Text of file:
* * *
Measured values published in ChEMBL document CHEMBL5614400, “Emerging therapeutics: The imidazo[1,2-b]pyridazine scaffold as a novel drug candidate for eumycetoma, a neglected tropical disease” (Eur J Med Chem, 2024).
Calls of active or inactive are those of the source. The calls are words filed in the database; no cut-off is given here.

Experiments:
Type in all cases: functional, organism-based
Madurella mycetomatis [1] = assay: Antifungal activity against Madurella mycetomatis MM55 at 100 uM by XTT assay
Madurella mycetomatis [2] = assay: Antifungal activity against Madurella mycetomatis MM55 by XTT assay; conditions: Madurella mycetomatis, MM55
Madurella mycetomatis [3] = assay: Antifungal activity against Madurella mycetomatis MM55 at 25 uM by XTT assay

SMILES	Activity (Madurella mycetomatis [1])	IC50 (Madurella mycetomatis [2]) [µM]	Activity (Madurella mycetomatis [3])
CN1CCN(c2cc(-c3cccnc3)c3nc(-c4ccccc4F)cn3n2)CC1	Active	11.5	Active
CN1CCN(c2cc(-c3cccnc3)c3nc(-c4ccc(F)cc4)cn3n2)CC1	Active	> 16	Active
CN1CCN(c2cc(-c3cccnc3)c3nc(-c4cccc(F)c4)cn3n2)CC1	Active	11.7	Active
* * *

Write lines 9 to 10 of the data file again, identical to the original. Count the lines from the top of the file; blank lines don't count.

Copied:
CN1CCN(c2cc(-c3cccnc3)c3nc(-c4ccccc4F)cn3n2)CC1	Active	11.5	Active
CN1CCN(c2cc(-c3cccnc3)c3nc(-c4ccc(F)cc4)cn3n2)CC1	Active	> 16	Active